Prior to his appointment to the Court of Appeals, Abdulwahid was appointed judge, and later, presiding judge, of the Regional Trial Court, Branch 12 of Zamboanga City, a regular court and concurrently a designated special court for corporate cases. At the same time, he was pairing judge of RTC, Branch 13, and a special court for drug cases. Earlier, because of lack of judges, the Supreme Court assigned him as assisting judge of the RTC of Basilan Province and then, for five years, as acting presiding judge of RTC of Bongao, Tawi-Tawi. Altogether, he has served the judiciary for 20 years.

Hakim was born in Talisay, Sibutu, Tawi-Tawi on June 12, 1945. His early school records note his diligence as a student. He graduated valedictorian at the Sibutu Central Elementary School and salutatorian at the Zamboanga City High School. He obtained his bachelor of arts, major in political science in 1967, and bachelor of laws, 1971, from the University of the Philippines as a scholar of the then Commission on National Integration (CNI). He was admitted to the bar in 1972.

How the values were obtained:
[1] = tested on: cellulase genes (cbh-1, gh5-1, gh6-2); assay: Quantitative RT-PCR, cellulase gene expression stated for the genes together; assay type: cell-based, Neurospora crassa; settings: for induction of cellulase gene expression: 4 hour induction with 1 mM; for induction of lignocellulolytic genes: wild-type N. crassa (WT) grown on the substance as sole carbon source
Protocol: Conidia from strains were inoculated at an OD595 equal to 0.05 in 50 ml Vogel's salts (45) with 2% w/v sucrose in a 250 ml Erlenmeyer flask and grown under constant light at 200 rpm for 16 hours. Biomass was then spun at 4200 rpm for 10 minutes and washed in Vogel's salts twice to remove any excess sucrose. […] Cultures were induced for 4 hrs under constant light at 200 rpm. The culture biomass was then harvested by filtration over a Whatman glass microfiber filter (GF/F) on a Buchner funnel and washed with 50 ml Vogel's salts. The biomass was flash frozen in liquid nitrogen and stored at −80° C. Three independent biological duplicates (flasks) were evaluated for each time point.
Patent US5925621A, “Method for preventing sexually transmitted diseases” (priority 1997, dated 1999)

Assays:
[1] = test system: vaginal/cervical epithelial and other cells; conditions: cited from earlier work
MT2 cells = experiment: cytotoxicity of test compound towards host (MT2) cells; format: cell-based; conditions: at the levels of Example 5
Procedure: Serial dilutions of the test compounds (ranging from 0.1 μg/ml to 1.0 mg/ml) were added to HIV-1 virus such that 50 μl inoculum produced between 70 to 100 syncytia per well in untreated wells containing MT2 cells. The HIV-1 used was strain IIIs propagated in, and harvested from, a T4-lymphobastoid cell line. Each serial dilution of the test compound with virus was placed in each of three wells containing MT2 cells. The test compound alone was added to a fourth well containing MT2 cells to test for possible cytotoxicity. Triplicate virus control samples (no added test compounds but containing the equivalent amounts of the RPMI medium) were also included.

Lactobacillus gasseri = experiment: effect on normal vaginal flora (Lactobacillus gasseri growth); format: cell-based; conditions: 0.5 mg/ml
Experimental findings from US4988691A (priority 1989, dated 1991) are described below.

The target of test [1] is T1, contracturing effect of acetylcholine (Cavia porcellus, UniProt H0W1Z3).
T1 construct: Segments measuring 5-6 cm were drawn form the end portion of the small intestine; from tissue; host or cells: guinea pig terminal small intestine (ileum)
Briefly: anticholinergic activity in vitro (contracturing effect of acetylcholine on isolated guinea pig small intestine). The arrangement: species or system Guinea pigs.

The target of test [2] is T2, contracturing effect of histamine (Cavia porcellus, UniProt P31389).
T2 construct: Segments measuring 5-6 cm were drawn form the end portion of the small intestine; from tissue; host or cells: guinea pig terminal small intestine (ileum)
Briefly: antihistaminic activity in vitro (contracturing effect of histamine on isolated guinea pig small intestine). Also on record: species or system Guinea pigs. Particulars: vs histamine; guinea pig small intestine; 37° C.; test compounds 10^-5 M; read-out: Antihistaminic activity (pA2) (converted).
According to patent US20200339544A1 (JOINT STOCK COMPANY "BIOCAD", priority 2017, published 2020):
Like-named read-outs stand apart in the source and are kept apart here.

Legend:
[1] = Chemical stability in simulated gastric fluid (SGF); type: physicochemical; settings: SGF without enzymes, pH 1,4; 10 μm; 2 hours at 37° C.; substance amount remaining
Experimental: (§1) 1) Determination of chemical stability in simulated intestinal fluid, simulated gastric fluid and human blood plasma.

At present he is a professional lecturer on the Shari’a and Islamic jurisprudence at the Philippine Judicial Academy. He was a Shari’a bar examiner, and law professor at the Western Mindanao State University (WMSU) College of Law and Unibersidad de Zamboanga (formerly Zamboanga Arturo Eustaquio Colleges). He served as clerk of court of the then Court of First Instance of Zamboanga City; chief legal counsel of the Philippine Amanah Bank, later as executive labor arbiter of the National Labor Relations Commission, and then       regional director of the Department of Labor and Employment, Region IX.

He is married to the former Naida Edding of Zamboanga del Norte, by whom he has four daughters.

* * *

My e-mail address: dominimt2000@yahoo.com

ABDULHAWID OF TAWI-TAWI AND JAPAR D CASES COURT COURT OF APPEALS HIGH TRIBUNAL JUSTICE MUSLIM SUPREME COURT TAWI